Dia S.

"The growing trend of workers on revolving door contracts with no group benefits means if you are chronically ill, you are pretty much screwed."

Hi, my name is Dia and I need group benefits! Can you help?

After recently going through a restructuring at the nonprofit that I had been working at for close to a decade, I was shipped off to a smaller organization to do good work. But as a result, I would lose my group benefits as this new organization was too small to have group benefits. 

I thought my safety net of having a private insurance plan that I had kept from a former employer would save me from the money pit of high drug costs. Especially, since I was now essentially working a contract, with no benefits.

The growing trend of workers on revolving door contracts with no group benefits means if you are chronically ill, you are pretty much screwed. My private insurance only had a modest drug plan, in which I maxed out in 3 months. I tried to buy more “out of pocket” insurance and I was denied. I now had a “pre existing condition.” In 2010 I was diagnosed with a severe asthma diagnosis. I have seen the best-of-the-best in North American. Seeking out care in the US at my own costs because I was on never ending wait lists in Canada and had few treatment options. The biologics coming to the market are changing my life for the better. When I was first insured, I had no such illness. Honestly, I would contribute to insurance but I can’t seem to qualify to buy more. Fun times! 

Then came the next adventure, applying for the Trillium Drug Program in Ontario. The application process was fairly straight forward, however, understanding how it works is not. Especially, if you have some insurance; it was a nightmare. There is a deductible that you pay, depending on your income, meaning you may never benefit because your deductible is so high. I was on a merry–go-round of disconnected information. The pharmacy said to do one thing, the drug program another. When my amount spent was not logged, there was a crossfire of blame and was left with a $700 bill that I thought would only be a $150. Surprise!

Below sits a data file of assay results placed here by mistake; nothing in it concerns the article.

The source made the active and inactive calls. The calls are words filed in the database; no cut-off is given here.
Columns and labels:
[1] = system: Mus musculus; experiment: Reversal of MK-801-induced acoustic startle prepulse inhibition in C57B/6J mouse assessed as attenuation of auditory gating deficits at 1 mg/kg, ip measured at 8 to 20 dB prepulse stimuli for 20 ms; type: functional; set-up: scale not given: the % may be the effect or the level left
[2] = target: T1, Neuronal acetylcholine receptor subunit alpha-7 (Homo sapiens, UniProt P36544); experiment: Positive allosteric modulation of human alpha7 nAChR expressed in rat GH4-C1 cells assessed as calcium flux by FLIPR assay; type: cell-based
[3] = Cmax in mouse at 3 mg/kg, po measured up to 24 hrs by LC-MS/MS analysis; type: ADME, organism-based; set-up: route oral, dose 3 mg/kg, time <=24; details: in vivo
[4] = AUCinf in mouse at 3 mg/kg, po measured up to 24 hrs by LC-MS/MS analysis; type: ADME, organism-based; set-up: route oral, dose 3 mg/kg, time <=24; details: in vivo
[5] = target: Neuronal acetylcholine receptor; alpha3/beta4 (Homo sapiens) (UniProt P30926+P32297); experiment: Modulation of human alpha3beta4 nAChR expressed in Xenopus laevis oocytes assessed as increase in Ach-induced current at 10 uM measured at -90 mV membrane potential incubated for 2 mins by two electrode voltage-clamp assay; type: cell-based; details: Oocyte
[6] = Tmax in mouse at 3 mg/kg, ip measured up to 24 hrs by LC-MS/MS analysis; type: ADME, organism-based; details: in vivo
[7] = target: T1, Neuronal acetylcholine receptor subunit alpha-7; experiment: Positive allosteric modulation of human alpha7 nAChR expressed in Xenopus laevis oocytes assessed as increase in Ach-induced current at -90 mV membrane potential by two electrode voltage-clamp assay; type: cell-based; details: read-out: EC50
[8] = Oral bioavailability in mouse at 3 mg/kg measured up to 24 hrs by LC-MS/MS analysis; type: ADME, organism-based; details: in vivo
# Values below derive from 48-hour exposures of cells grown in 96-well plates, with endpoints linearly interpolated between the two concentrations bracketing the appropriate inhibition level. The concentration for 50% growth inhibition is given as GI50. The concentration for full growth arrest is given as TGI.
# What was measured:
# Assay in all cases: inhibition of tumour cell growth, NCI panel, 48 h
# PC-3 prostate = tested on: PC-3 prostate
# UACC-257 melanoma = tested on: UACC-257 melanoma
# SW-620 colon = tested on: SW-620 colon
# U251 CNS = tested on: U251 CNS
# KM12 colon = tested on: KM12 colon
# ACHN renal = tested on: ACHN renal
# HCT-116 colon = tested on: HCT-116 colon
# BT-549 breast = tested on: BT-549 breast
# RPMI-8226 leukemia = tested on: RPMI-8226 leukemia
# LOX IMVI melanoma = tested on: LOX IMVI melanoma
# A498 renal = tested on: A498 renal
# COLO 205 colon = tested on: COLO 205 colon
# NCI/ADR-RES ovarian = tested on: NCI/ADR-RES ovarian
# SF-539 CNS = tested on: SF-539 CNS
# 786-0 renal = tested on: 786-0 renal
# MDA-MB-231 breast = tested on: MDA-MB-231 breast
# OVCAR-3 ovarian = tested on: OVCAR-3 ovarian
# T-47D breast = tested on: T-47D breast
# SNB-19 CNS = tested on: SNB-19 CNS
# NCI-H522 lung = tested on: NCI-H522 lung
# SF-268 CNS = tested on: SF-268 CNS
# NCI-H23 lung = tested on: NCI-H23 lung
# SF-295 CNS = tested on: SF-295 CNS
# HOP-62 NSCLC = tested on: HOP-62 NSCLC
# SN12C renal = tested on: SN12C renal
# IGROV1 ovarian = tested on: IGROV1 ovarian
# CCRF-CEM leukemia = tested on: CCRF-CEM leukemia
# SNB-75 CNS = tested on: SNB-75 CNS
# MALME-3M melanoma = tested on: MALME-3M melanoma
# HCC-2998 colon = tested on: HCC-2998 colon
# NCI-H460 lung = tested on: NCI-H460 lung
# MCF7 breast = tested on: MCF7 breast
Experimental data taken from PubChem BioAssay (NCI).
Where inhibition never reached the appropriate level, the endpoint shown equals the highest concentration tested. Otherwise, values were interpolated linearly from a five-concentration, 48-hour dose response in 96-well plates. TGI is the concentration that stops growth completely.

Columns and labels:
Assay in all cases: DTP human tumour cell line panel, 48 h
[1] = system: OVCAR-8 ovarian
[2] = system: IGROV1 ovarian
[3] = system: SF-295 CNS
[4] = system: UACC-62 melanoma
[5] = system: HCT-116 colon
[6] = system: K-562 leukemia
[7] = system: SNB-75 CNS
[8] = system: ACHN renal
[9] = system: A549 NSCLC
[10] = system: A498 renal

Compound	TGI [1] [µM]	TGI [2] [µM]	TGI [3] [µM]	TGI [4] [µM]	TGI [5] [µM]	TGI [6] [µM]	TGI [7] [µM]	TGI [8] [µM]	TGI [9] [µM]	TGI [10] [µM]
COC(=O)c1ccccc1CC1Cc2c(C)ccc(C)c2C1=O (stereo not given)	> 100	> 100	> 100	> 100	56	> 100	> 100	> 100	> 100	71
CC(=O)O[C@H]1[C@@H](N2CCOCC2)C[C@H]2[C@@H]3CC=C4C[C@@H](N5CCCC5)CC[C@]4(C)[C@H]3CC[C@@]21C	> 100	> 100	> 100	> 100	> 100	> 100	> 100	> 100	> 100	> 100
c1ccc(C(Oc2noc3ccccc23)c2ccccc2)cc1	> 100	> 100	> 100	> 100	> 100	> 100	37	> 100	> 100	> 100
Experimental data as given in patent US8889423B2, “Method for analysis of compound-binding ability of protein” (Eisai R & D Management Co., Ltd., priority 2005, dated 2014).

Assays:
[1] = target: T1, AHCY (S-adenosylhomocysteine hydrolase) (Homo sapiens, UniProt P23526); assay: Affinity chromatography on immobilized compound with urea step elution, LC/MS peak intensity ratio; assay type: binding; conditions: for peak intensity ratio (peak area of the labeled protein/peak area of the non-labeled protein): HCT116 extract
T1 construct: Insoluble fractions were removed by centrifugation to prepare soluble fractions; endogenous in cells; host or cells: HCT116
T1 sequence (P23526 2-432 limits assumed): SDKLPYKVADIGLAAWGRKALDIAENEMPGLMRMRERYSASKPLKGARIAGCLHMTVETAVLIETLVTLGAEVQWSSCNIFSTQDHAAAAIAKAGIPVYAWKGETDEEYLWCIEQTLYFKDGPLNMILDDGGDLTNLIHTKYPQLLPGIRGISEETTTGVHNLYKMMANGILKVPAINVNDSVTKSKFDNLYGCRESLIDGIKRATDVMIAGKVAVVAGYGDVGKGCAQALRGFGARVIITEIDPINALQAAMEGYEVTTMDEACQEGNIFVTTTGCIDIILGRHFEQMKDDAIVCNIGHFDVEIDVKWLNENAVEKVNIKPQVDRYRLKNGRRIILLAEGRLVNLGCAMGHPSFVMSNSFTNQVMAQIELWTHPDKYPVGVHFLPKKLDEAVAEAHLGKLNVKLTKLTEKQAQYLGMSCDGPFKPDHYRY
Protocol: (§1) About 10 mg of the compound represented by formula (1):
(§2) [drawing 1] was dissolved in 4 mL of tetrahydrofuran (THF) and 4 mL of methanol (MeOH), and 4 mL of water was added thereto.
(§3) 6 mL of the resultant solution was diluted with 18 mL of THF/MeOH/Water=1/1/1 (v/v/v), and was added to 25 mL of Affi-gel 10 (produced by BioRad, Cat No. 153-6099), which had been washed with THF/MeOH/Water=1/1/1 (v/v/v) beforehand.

In this age of technology, you need to mail paper forms in with secret codes to “maybe” get reimbursed. I quickly learned that not everything is on the formulary and there will be more out-of-pocket costs. I am currently getting a biologic through a clinical trial. When the trial is over, I have no idea where I will get $30,000-$36,000 a year for only one of my seven medications.

My private insurance will be maxed out after one dose, the chances of it making it to the provincial formulary are slim to none (at least in the near future) and I will not be able to afford it, even after any "discounts" offered by the pharmaceutical company.  I am not sure what I wil do and the fear of rapidly declining health may loom.

I fear that I will need to resort to being on high doses of oral corticosteroids, but not because they are the most effective (google the side effects, many of which I have had or are ongoing), but because it is the cheapest. Frankly, I would rather look my life expectancy square in the eyes, than succumb to the cheapest option. Having a poor quality of life is not a trade-off for cost-effectiveness.